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Article
September 3, 1898

THE EFFECT OF UTERINE CURETTAGE AND DRAINAGE ON DISEASE OF THE TUBES.

Author Affiliations

DENVER, COLO.

JAMA. 1898;XXXI(10):528-532. doi:10.1001/jama.1898.92450100026002g

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Abstract

One of the commonest diseases of womanhood, and at the same time one of the most serious in its consequences to health and life, is inflammation of the Fallopian tubes. It is very generally, if not uniformly, secondary to disease elsewhere. Like peritonitis, it is not idiopathic. It is a common cause of sterility, either in direct consequence of the disease, or as a result of the surgical measures employed for its cure. It leads not infrequently to fatal results. Therefore to prevent mortality and to preserve mental stability and the functions of maternity, disease of these appendages is second in importance to no other, and appeals always to our highest consideration and best judgment.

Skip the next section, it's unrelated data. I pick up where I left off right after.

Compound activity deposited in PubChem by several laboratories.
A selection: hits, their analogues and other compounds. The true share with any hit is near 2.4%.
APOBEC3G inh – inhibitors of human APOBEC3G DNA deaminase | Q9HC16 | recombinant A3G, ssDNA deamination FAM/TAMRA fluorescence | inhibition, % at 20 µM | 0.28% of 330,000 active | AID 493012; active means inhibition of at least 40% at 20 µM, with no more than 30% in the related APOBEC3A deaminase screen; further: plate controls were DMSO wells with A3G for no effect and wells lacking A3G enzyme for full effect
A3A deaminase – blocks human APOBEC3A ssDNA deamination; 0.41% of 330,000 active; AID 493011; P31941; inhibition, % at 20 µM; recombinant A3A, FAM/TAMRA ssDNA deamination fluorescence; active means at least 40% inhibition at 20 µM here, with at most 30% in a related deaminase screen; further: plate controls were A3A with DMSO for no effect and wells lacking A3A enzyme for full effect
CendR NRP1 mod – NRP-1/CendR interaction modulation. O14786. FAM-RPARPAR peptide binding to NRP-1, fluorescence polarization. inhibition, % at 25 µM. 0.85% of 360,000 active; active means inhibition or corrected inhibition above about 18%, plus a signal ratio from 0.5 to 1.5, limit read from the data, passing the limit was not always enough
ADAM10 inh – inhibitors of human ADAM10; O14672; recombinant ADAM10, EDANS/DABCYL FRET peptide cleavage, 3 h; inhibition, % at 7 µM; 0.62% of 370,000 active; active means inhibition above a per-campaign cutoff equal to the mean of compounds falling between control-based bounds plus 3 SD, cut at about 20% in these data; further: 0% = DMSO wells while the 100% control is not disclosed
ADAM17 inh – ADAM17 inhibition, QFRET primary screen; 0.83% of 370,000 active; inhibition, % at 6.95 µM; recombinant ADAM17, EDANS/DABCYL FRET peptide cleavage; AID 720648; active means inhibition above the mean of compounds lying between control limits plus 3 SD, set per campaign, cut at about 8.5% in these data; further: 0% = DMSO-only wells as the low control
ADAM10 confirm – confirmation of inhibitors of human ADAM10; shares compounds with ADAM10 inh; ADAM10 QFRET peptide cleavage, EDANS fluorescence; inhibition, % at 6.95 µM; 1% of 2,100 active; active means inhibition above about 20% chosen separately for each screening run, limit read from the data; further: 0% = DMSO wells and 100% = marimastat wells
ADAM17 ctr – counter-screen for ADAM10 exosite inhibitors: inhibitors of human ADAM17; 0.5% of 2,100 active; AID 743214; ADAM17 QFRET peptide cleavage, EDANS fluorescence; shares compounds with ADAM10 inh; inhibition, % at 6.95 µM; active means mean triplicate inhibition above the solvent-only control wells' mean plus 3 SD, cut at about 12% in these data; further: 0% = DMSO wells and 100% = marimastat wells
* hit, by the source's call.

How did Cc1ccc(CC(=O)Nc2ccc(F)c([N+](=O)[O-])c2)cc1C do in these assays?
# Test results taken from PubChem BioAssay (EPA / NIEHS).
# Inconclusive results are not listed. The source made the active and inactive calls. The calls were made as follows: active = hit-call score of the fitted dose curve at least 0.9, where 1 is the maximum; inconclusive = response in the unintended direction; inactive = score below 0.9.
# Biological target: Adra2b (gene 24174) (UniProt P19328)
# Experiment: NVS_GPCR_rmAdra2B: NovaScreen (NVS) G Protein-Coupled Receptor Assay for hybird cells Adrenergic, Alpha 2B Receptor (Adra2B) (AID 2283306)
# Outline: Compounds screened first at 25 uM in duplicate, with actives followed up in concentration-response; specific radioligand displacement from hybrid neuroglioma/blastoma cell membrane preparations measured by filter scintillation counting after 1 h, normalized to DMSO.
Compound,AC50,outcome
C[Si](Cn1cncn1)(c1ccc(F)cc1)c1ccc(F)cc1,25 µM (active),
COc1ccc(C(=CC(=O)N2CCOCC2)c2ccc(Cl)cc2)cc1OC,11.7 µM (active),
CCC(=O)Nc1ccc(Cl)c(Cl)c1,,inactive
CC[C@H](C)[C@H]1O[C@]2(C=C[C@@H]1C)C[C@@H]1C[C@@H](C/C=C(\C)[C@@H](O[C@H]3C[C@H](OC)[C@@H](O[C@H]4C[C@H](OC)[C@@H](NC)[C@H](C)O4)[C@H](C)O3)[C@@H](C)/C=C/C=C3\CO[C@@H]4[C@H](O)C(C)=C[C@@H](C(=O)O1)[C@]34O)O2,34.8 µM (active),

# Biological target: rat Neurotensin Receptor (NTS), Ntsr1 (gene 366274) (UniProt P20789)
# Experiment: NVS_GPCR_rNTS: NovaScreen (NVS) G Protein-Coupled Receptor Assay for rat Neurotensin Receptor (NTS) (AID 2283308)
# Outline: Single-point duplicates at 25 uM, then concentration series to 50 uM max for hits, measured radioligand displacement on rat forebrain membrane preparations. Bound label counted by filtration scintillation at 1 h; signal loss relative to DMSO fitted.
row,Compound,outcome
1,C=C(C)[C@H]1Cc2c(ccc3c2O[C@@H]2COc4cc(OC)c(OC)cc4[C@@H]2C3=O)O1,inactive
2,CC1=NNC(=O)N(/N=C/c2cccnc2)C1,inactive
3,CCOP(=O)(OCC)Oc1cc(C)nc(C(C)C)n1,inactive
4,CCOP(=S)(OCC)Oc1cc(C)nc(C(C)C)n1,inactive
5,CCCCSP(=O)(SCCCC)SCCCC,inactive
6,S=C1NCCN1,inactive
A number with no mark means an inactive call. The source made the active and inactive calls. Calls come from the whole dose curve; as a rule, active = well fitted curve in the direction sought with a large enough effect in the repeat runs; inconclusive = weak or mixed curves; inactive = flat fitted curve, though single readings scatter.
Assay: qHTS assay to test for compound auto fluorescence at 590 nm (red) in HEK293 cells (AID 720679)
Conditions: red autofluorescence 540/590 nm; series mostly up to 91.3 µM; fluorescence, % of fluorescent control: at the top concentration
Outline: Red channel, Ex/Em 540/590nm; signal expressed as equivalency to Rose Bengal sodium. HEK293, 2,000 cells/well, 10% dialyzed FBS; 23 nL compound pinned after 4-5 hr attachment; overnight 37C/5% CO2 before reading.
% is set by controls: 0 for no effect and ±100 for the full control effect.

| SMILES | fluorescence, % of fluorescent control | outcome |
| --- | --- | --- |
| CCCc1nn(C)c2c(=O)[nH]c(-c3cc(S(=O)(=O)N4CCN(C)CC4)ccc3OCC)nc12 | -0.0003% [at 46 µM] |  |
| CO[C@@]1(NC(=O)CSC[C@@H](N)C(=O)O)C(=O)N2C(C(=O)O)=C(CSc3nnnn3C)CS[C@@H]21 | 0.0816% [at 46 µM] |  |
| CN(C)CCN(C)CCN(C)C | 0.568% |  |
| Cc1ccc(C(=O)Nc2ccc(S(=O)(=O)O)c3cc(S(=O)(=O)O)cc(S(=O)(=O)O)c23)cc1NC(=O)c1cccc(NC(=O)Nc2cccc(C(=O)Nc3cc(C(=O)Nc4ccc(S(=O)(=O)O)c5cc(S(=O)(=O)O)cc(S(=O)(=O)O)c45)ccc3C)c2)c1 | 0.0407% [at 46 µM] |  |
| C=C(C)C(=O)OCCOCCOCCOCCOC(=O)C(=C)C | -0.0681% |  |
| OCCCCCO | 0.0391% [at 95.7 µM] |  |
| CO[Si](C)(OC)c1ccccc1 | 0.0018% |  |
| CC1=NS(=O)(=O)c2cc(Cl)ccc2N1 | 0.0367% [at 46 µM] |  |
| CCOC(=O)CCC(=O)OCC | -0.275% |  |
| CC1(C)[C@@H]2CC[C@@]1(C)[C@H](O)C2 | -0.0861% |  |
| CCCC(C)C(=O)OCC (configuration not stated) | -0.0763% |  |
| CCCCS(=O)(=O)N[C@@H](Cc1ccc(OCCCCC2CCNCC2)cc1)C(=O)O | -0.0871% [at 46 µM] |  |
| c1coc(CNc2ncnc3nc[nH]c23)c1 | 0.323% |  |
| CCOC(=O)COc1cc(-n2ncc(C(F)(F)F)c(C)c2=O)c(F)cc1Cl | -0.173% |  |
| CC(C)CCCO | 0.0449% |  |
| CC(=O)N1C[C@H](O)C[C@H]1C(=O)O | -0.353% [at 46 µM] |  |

It is just to say that pyosalpinx is a purely surgical condition, requiring some form of operative procedure for its permanent cure, yet cases now and then recover without recourse to the knife. As uterine

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